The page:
Winback 2: Project Poseidon Review - The Next Level

Game Profile

PlayStation 2
Release date:
April 25, 2006

Winback 2: Project Poseidon

Shoot fast and think faster if you want to survive.

Review by Aaron Drewniak (Email)
April 25th 2006

Winback 2 reminds me of an ex-girlfriend. One moment it's sweet, sweet love, and the next I want to chuck it in front of a moving train, after lighting it on fire.

Not an experience for the easily frustrated

In its distilled essence, you have a third person action game where your duck and cover through a series of interiors to take out terrorists and other malcontents that pop up in your path. You need to stop to aim before you can shoot, so there's no running and gunning, but there is location-specific damage. A shot to the head is lights out for any thug, but don't expect him to drop any ammo. Same with two shots to his easy to hit chest. Hit him in the leg and he'll drop to his knees, while pulling off a shot to his gun arm will send his weapon flying, letting you collect it later. Normally, you'll be clinging to walls or other conveniently placed objects, aiming and waiting for him to reload to take these random scum down with two quick shots (on Normal at least). Though sometimes there won't be cover, and you'll have to make use of the evasive rolls to pop out into the open for a quick shot, or up close for some melee action.

Sounds easy so far? To begin with, enemies don't always come in singles. On the latter levels, you can expect to be caught in the crossfire of up to five hardened soldiers filling the air with a hail of machinegun fire. They do give you grenades for just such an occasion, but aiming with them is pretty much a crapshoot. More than half the time they don't land where you want, and you'll only take out the one guy you weren't even aiming at instead of the three in the back. There are also C4 packs, but they mainly serve as mines against battle-hardened bosses, where they are just...explosive.

The biggest challenge comes from CRT points. These are your lifeline. Run out, and it's game over time. Each bullet you take will take one with it, while explosions will gobble up two or more. A few extra CRTs are scattered in each level, though these become more and more scarce as you delve deeper into the game. Added to this is the really fierce enemy encounters tend to be at the end of a section, leaving you to repeat everything you've done up to that point, sometimes multiple times, until you can finally clear it with your neck intact. You're not off the hook yet, because the agent doing the B side of the level starts with your remaining points, though depending on how you did earlier he might have a few spare points coming his way.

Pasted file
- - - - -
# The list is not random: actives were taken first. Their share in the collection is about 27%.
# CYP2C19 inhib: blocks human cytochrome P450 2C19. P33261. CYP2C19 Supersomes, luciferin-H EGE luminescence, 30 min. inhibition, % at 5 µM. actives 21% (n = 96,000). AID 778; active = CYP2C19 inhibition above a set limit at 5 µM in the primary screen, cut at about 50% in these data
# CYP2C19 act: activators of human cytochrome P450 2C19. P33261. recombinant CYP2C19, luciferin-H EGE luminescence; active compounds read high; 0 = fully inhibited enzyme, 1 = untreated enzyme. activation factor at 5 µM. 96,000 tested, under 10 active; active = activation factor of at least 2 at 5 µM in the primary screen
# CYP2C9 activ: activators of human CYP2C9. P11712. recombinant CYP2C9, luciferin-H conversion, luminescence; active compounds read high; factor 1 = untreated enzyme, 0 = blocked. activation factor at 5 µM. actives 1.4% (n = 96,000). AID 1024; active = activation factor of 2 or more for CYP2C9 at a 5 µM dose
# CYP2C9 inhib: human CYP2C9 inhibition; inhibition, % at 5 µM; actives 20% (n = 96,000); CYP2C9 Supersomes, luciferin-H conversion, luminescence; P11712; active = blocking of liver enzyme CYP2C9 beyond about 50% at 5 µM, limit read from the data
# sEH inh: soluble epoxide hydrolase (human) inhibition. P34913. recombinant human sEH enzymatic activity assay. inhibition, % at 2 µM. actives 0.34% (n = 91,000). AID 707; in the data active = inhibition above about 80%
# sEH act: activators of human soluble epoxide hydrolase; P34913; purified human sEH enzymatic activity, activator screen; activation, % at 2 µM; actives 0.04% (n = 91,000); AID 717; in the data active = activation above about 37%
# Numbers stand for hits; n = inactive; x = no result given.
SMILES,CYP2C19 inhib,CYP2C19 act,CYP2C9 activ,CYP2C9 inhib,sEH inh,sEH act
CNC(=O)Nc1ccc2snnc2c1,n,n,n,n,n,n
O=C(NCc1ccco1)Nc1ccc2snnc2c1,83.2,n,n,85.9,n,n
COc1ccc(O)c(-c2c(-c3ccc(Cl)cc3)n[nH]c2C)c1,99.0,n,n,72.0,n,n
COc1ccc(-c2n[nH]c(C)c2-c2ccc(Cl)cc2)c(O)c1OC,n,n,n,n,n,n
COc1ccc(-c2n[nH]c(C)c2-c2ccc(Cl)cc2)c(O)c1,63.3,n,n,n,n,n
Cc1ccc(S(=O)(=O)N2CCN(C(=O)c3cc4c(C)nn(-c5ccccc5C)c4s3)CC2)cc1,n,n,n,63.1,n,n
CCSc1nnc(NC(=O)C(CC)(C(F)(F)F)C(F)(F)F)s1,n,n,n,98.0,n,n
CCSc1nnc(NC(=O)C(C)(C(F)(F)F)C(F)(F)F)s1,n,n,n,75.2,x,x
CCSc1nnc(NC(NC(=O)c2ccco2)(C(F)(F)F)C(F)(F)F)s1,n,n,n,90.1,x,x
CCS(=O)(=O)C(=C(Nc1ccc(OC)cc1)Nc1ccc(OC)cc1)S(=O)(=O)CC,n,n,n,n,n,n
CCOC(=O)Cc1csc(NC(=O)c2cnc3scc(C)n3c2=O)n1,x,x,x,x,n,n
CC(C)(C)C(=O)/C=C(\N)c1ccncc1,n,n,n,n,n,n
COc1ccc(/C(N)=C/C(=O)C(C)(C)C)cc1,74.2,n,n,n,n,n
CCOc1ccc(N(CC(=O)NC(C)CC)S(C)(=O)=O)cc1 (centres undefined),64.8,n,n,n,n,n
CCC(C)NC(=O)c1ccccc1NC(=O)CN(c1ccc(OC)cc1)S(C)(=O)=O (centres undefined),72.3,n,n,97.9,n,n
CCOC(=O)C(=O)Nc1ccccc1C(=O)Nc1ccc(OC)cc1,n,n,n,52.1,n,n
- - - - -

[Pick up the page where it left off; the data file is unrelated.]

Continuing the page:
Doing two things at once, one after the other

The overall mission structure is a series of episodes, each divided into three missions, then chopped into two "sides" running simultaneously with the two agents pre-selected for you for this particular run. It really doesn't matter who you use since Craig (token white guy), Nick (token black guy), and Mia (token non-guy) all play the same, which is admittedly a bit of a disappointment. During the A run, aside from his own mission, the agent will have the chance to help out his teammate, which not only makes their lives easier by clearing away enemies and other obstacles, but provides CRT points if you act fast enough. A minor annoyance about these assist actions is when they appear on the B side, the agent is always using his default weapon. So if you took out three guys in one shot from the rocket launcher, don't expect it to appear that way in the replay. The whole game is on a timer, but with rare exception it's always more than enough to get the job done. Specific goals like these, however, sometimes have their own special timer that pops up in the middle of the screen just to egg you on. And you better move because hitting zero means game over.

In defense of Winback 2, ninety percent of the times you're shot, it's your fault. You rushed into the room without scanning for enemies, didn't take cover when you had the chance, or didn't bail when a thug shouted "I'll teach you!" (he's about to toss a grenade in your direction). Though even if you're a tough as nails gamer, that other ten percent is going to drive you insane. The biggest sin on the part of the developers was mapping evasive rolls to the same button as context-sensitive actions. This means if you're trying to lean up against a wall but are a little off, you roll out into enemy fire instead and get shot. Or you're trying to melee someone, but you're just a bit too far away, you roll past him, and get shot in the back. Hideo help you if you actually want to roll through a doorway to catch an enemy by surprise. It's nearly impossible.

1 2 > last ›

displaying x-y of z total